Press-Republican

February 28, 2013

Top spellers prepare for regional competition

By ASHLEIGH LIVINGSTON
Press-Republican

---- — MORIAH —  In his spare time, Nicholas Manfred consults his dictionary, studying the meaning of words, as well as where they originated and how they are pronounced. 

The eighth-grader said knowing such things about words can help him determine how they are spelled, and Manfred hopes to defend his title as the region’s top speller. 

A student at Moriah Central School, he took first place in the 2012 Champlain Valley Educational Services Regional Spelling Bee, and as a result, earned his school the honor of hosting the upcoming 2013 competition, which will take place at 6 p.m. Friday in the Moriah Central auditorium. 

There, Manfred, the grand champion of his school’s Dec. 21 seventh- and eighth-grade spelling bee, will compete against 51 other area students in grades four through eight, all of whom have emerged as the best spellers in their classes. 

“I think I’ll do good,” he said. “I am hoping to win again.”

’TERRIFIED, EXCITED’

While this will mark Manfred’s fourth trip to the Regional Spelling Bee, fellow Moriah Central student Madeline Cochran will make her first appearance in the event this year, having proven to be the best speller among her fifth-grade classmates at a bee held Jan. 10. 

“I’m terrified,” she said of participating in the regional competition. “I’m terrified that I will get out in the first round.”

Still, she added, “I’m excited, too, so it kind of levels out.”

Like Manfred, Cochran has been doing what she can to prepare for the event. 

”I usually write down most of the words to practice,” she said. 

ORAL AND WRITTEN TESTS

The Regional Bee will commence with multiple oral rounds that will take place onstage in front of the audience.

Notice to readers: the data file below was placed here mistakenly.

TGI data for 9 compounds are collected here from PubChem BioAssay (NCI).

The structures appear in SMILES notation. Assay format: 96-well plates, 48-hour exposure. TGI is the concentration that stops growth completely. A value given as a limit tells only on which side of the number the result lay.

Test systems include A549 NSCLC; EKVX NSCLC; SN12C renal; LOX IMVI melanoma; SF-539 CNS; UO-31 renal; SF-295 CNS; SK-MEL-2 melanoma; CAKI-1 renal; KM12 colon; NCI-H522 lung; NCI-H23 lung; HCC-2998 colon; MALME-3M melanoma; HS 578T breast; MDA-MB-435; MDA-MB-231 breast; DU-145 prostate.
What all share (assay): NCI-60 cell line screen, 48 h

Each competitor will receive one word per round to spell aloud. Before answering, he or she may ask to hear the word used in a sentence, as well as the word’s definition, part of speech, language of origin and any alternate pronunciations. 

Spelling a word wrong will result in elimination from the bee. 

Students remaining at the end of the first oral rounds will go to a separate area to take a written spelling test. Those with qualifying scores on the written exam will then return to the stage and continue with oral rounds until a grand champion, as well as a winner for each grade level, is determined. 

NATIONAL BEE

The grand champion will win a trip for two to Washington, D.C., courtesy of the Press-Republican, where he or she will compete in the Scripps National Spelling Bee, as Manfred did last year. 

“It was a lot of fun,” he said.

“I think it’s a wonderful opportunity for students,” added Jane Landry, Champlain Valley Educational Services Regional Spelling Bee coordinator. “It gives them the opportunity to compete in an academic competition, and it gives the winner the opportunity to compete in Washington, D.C.”

HAPPY TO HOST

Moriah Elementary School Principal Valerie Stahl said she and High School Principal Alison Burch are very excited to host the Regional Spelling Bee and have been preparing for it all year. 

The event is open to the public and will feature a concession stand with snacks, such as hot dogs, michigans and nachos, the sales from which will benefit the school’s Drama Club. 

“Mrs. Burch and I are hoping that we get a chance to host again next year,” Stahl said. “We’re rooting for our kids.”

Email Ashleigh Livingston: alivingston@pressrepublican.com